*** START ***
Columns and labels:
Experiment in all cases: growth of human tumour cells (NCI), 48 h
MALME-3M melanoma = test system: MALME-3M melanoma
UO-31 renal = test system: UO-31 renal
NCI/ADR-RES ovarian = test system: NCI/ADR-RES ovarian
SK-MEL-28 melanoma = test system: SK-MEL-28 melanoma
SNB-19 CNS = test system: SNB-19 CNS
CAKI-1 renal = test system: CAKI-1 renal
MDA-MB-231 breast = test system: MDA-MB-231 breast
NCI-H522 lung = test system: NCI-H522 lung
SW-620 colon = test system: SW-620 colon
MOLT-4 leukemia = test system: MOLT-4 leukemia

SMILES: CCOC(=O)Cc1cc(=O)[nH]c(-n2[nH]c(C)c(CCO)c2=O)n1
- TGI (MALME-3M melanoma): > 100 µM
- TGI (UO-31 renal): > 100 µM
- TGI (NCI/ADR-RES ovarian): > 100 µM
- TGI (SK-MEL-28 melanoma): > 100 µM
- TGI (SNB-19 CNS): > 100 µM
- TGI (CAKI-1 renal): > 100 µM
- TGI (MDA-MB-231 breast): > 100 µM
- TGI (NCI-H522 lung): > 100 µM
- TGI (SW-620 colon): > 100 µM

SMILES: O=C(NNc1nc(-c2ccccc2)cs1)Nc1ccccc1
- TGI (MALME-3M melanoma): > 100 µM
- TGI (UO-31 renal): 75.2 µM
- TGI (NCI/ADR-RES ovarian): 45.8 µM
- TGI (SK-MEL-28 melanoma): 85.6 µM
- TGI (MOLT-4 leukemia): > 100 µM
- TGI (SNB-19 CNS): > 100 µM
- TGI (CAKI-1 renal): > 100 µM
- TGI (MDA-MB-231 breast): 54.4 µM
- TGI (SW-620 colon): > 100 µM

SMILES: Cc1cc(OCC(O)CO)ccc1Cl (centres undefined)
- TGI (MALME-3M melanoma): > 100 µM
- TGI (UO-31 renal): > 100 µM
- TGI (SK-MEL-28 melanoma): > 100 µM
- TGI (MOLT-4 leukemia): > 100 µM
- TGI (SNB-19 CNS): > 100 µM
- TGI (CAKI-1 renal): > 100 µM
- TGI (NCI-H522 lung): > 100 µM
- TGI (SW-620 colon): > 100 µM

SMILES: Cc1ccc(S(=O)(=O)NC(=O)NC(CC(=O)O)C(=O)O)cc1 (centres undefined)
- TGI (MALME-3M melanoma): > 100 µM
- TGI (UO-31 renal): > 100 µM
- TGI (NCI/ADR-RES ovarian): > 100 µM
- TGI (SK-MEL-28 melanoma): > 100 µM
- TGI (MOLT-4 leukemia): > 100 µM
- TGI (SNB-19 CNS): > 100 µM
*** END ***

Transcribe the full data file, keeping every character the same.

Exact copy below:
Columns and labels:
Experiment in all cases: growth of human tumour cells (NCI), 48 h
MALME-3M melanoma = test system: MALME-3M melanoma
UO-31 renal = test system: UO-31 renal
NCI/ADR-RES ovarian = test system: NCI/ADR-RES ovarian
SK-MEL-28 melanoma = test system: SK-MEL-28 melanoma
SNB-19 CNS = test system: SNB-19 CNS
CAKI-1 renal = test system: CAKI-1 renal
MDA-MB-231 breast = test system: MDA-MB-231 breast
NCI-H522 lung = test system: NCI-H522 lung
SW-620 colon = test system: SW-620 colon
MOLT-4 leukemia = test system: MOLT-4 leukemia

SMILES: CCOC(=O)Cc1cc(=O)[nH]c(-n2[nH]c(C)c(CCO)c2=O)n1
- TGI (MALME-3M melanoma): > 100 µM
- TGI (UO-31 renal): > 100 µM
- TGI (NCI/ADR-RES ovarian): > 100 µM
- TGI (SK-MEL-28 melanoma): > 100 µM
- TGI (SNB-19 CNS): > 100 µM
- TGI (CAKI-1 renal): > 100 µM
- TGI (MDA-MB-231 breast): > 100 µM
- TGI (NCI-H522 lung): > 100 µM
- TGI (SW-620 colon): > 100 µM

SMILES: O=C(NNc1nc(-c2ccccc2)cs1)Nc1ccccc1
- TGI (MALME-3M melanoma): > 100 µM
- TGI (UO-31 renal): 75.2 µM
- TGI (NCI/ADR-RES ovarian): 45.8 µM
- TGI (SK-MEL-28 melanoma): 85.6 µM
- TGI (MOLT-4 leukemia): > 100 µM
- TGI (SNB-19 CNS): > 100 µM
- TGI (CAKI-1 renal): > 100 µM
- TGI (MDA-MB-231 breast): 54.4 µM
- TGI (SW-620 colon): > 100 µM

SMILES: Cc1cc(OCC(O)CO)ccc1Cl (centres undefined)
- TGI (MALME-3M melanoma): > 100 µM
- TGI (UO-31 renal): > 100 µM
- TGI (SK-MEL-28 melanoma): > 100 µM
- TGI (MOLT-4 leukemia): > 100 µM
- TGI (SNB-19 CNS): > 100 µM
- TGI (CAKI-1 renal): > 100 µM
- TGI (NCI-H522 lung): > 100 µM
- TGI (SW-620 colon): > 100 µM

SMILES: Cc1ccc(S(=O)(=O)NC(=O)NC(CC(=O)O)C(=O)O)cc1 (centres undefined)
- TGI (MALME-3M melanoma): > 100 µM
- TGI (UO-31 renal): > 100 µM
- TGI (NCI/ADR-RES ovarian): > 100 µM
- TGI (SK-MEL-28 melanoma): > 100 µM
- TGI (MOLT-4 leukemia): > 100 µM
- TGI (SNB-19 CNS): > 100 µM